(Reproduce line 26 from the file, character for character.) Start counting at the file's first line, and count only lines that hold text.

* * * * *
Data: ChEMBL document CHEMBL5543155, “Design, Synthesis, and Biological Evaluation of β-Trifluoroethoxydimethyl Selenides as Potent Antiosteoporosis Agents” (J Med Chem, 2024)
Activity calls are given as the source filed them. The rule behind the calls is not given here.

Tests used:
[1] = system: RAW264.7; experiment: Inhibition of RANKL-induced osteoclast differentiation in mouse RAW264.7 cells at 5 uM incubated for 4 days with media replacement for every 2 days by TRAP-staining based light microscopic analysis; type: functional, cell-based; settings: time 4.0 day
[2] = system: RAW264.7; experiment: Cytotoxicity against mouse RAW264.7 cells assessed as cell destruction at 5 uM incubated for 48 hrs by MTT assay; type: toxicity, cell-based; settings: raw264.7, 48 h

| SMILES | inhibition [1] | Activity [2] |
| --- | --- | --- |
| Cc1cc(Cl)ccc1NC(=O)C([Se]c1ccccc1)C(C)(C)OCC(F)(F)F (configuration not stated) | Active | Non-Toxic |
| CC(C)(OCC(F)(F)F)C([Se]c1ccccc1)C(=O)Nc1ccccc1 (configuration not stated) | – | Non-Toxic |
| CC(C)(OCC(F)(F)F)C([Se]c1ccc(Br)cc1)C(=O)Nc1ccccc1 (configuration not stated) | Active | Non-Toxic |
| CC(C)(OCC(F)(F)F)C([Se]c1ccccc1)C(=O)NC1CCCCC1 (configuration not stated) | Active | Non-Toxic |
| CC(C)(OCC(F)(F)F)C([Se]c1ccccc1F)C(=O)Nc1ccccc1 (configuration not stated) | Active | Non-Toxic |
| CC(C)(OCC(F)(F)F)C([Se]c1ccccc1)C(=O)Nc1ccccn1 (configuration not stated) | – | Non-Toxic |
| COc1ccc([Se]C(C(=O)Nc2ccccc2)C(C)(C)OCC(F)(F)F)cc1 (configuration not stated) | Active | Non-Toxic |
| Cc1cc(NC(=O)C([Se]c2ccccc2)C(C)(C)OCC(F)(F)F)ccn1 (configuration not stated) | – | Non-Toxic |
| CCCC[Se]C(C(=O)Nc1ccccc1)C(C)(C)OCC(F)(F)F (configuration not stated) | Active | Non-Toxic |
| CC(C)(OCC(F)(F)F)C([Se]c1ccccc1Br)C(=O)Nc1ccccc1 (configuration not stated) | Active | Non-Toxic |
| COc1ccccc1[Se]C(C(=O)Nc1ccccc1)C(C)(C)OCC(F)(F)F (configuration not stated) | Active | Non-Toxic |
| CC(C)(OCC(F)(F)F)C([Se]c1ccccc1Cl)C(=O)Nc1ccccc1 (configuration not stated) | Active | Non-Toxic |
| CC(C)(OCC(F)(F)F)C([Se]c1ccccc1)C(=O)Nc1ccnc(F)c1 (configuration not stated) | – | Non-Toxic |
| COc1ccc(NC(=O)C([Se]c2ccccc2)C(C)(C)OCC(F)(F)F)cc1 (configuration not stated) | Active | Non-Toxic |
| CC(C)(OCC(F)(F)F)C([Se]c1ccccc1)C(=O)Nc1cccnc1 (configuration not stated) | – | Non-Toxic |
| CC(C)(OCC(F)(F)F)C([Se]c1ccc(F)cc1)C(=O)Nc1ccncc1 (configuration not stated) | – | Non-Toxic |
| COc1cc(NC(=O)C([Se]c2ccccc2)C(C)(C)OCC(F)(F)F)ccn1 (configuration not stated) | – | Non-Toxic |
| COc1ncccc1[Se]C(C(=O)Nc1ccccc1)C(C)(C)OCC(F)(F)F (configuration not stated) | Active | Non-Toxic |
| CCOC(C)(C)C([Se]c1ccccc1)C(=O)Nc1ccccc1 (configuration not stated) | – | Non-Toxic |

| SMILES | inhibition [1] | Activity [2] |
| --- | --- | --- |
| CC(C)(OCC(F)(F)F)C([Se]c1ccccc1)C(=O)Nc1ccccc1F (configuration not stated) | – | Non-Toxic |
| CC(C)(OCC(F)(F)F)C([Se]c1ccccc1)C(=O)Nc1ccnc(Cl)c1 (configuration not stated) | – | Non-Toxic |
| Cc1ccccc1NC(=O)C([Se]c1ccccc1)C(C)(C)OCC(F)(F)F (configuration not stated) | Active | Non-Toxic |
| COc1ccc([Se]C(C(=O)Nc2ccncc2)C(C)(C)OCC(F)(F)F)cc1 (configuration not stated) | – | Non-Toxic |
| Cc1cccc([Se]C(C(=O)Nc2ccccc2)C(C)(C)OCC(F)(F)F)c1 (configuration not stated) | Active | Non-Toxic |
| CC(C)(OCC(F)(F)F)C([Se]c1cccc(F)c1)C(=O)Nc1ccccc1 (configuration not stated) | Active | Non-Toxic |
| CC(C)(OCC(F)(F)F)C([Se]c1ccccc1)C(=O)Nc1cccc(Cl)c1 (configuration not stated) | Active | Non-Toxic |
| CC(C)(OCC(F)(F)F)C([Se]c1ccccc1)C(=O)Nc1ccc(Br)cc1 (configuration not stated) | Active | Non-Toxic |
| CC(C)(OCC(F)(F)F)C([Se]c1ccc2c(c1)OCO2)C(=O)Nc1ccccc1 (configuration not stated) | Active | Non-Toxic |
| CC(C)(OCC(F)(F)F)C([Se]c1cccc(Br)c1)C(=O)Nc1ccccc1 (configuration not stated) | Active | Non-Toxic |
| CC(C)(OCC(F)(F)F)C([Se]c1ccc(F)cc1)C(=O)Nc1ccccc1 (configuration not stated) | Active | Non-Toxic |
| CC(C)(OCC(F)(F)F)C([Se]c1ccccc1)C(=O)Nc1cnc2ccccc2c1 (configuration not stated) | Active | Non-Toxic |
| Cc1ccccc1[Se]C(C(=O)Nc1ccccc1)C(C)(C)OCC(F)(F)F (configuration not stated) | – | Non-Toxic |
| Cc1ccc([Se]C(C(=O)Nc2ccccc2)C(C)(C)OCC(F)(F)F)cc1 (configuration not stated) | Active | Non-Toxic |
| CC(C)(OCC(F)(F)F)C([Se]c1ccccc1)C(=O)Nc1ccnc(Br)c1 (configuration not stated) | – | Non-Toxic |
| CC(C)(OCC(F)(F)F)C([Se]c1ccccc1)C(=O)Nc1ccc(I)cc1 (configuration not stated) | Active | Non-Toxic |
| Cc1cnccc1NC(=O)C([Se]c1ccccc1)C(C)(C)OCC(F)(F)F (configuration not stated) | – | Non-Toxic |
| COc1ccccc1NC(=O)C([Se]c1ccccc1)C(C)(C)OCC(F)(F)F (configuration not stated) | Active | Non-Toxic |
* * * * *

| CCOC(C)(C)C([Se]c1ccccc1)C(=O)Nc1ccccc1 (configuration not stated) | – | Non-Toxic |